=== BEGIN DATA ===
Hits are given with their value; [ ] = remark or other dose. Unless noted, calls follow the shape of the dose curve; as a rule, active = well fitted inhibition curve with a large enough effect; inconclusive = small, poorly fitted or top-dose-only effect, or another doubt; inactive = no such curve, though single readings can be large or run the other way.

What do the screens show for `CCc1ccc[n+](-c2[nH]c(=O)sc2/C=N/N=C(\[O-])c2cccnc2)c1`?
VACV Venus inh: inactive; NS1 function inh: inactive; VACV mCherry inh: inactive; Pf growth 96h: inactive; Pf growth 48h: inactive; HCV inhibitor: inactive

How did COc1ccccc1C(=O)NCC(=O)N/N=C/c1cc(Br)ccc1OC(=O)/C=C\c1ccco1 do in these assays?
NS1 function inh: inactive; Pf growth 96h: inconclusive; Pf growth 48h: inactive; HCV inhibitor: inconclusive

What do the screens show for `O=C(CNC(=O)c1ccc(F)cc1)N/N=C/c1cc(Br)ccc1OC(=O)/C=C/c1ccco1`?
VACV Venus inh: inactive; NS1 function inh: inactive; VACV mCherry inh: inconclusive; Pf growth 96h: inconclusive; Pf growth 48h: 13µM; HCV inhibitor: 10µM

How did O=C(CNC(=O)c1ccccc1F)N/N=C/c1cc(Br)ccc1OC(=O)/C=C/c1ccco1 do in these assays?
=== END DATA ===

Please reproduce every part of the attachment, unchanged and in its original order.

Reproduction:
Hits are given with their value; [ ] = remark or other dose. Unless noted, calls follow the shape of the dose curve; as a rule, active = well fitted inhibition curve with a large enough effect; inconclusive = small, poorly fitted or top-dose-only effect, or another doubt; inactive = no such curve, though single readings can be large or run the other way.

What do the screens show for `CCc1ccc[n+](-c2[nH]c(=O)sc2/C=N/N=C(\[O-])c2cccnc2)c1`?
VACV Venus inh: inactive; NS1 function inh: inactive; VACV mCherry inh: inactive; Pf growth 96h: inactive; Pf growth 48h: inactive; HCV inhibitor: inactive

How did COc1ccccc1C(=O)NCC(=O)N/N=C/c1cc(Br)ccc1OC(=O)/C=C\c1ccco1 do in these assays?
NS1 function inh: inactive; Pf growth 96h: inconclusive; Pf growth 48h: inactive; HCV inhibitor: inconclusive

What do the screens show for `O=C(CNC(=O)c1ccc(F)cc1)N/N=C/c1cc(Br)ccc1OC(=O)/C=C/c1ccco1`?
VACV Venus inh: inactive; NS1 function inh: inactive; VACV mCherry inh: inconclusive; Pf growth 96h: inconclusive; Pf growth 48h: 13µM; HCV inhibitor: 10µM

How did O=C(CNC(=O)c1ccccc1F)N/N=C/c1cc(Br)ccc1OC(=O)/C=C/c1ccco1 do in these assays?